How can marginalized men begin to attend to their physical and mental health when the system they so desperately need does not give them equal access and is even a space of trauma for them? Here, we need conversation about accountability – from a system that creates barriers to those wanting to help themselves. And we need to talk about those kept on the margins of a system that actively discriminates against them.
For instance, how can we justify having a focus on self-care when many Indigenous men, living in the most water-rich nation in the world, have been systemically denied access to their most basic need of clean water for generations? The mental health impact on Indigenous men from generational traumas has contributed to mental and physical health issues in their communities. It is unrealistic and oppressive to ask them to commit to self-care when they are given little to no access to the most basic resources.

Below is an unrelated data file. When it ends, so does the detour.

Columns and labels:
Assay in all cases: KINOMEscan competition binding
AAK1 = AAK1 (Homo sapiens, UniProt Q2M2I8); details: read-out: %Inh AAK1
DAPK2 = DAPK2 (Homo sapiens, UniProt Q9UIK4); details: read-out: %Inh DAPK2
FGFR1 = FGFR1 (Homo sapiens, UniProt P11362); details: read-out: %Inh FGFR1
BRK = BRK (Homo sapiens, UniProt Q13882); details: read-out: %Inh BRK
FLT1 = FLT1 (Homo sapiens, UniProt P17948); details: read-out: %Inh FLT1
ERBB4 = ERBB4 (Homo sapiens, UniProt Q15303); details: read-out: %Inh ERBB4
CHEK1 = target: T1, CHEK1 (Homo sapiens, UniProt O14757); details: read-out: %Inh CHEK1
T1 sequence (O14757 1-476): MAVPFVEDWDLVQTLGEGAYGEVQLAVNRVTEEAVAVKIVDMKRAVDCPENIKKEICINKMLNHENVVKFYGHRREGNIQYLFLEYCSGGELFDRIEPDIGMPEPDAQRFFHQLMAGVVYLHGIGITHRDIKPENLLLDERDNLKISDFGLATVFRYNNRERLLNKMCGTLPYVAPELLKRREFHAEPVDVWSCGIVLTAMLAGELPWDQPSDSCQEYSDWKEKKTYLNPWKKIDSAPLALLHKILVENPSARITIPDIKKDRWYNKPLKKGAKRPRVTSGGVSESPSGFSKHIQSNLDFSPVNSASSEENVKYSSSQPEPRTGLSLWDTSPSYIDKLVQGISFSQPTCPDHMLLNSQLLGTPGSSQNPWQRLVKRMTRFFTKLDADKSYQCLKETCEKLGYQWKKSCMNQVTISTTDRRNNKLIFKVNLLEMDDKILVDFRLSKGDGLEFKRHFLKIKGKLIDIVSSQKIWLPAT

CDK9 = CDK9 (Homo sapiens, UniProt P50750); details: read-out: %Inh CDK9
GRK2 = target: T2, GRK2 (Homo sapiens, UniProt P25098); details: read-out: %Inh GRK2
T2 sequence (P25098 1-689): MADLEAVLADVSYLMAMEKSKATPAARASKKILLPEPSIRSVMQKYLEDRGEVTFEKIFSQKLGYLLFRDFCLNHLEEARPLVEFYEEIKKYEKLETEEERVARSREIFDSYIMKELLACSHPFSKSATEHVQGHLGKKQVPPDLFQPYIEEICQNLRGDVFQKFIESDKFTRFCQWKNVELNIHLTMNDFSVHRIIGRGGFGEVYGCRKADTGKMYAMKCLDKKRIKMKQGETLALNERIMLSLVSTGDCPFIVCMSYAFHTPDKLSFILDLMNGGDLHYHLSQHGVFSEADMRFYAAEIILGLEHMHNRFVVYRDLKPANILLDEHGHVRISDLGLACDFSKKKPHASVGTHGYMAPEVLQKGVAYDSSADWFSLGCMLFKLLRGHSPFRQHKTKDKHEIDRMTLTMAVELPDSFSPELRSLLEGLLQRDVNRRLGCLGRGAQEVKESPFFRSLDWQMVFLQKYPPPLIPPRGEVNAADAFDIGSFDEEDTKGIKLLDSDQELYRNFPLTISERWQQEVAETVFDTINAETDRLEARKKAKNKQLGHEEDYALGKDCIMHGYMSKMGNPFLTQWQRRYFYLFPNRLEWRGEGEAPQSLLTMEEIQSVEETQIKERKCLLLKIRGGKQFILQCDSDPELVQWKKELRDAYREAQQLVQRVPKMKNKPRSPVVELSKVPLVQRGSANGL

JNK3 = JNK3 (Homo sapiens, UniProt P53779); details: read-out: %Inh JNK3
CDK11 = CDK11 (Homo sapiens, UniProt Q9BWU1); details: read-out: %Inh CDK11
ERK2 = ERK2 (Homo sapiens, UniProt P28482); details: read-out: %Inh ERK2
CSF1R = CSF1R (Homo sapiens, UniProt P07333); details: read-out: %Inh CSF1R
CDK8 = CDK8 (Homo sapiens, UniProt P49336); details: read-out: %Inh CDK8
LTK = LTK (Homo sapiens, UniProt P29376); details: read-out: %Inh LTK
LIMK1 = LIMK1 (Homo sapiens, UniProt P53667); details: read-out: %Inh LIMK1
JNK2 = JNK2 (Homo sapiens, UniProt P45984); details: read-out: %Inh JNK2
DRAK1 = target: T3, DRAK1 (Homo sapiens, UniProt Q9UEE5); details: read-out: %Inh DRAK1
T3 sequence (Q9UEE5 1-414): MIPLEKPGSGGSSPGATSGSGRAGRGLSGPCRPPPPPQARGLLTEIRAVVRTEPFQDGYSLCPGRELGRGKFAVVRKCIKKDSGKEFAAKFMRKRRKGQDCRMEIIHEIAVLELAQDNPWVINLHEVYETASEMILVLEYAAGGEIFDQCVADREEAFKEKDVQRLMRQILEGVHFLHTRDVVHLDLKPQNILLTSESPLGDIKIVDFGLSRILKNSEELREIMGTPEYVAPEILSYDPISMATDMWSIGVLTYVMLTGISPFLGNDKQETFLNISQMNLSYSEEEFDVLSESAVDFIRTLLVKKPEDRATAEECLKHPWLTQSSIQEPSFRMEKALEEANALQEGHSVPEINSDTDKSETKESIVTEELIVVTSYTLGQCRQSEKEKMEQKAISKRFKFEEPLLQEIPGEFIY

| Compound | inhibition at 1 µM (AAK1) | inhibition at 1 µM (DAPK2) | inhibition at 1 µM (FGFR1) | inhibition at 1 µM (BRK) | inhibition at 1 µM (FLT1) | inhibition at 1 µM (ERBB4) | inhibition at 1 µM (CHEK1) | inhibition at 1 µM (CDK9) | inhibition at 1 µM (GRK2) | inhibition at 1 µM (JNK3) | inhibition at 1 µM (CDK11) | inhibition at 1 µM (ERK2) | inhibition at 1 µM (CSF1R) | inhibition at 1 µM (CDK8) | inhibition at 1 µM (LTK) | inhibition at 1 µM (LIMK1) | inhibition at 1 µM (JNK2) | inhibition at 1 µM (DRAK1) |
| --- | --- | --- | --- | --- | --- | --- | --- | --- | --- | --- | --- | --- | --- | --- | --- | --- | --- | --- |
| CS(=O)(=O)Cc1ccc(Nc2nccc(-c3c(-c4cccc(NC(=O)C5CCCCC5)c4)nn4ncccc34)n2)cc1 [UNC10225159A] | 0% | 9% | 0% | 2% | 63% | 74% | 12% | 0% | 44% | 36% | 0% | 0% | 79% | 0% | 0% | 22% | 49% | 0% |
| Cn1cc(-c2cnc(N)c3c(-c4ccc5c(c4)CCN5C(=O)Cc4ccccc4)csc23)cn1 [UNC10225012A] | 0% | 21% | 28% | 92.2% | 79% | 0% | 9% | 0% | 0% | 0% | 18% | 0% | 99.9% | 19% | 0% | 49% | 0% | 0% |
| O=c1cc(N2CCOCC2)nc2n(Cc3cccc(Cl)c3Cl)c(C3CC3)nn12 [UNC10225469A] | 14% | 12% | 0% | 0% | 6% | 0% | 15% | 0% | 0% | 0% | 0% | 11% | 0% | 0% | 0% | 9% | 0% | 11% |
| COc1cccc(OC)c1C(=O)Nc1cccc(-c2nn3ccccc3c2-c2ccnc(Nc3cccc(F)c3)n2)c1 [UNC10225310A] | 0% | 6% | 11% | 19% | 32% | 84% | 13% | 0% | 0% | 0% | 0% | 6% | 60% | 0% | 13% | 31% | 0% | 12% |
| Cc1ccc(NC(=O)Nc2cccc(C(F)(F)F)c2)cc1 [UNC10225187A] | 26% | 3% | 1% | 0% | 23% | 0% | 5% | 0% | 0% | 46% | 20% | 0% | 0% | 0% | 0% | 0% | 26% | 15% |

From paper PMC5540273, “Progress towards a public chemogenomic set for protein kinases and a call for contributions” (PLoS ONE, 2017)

When I hear about Men’s Health Month, I think, yes, this is necessary, but the conversations about men’s health need to change. They must become inclusive and transparent about long term systemic discrimination – and who it affects.
Mental Health, Toxic Masculinity & Pervasive Effects
One of the most unspoken issues around men’s health, that ties into why these oppressive systems exist, is the stigma that surrounds discussion of mental health – and this contributes to toxic masculinity. White cis male toxic masculinity is a virus that infects everything around it, including systems of power. To me, this is one of the central issues of systemic inequality, specifically as it pertains to health care resources accessible to marginalized men.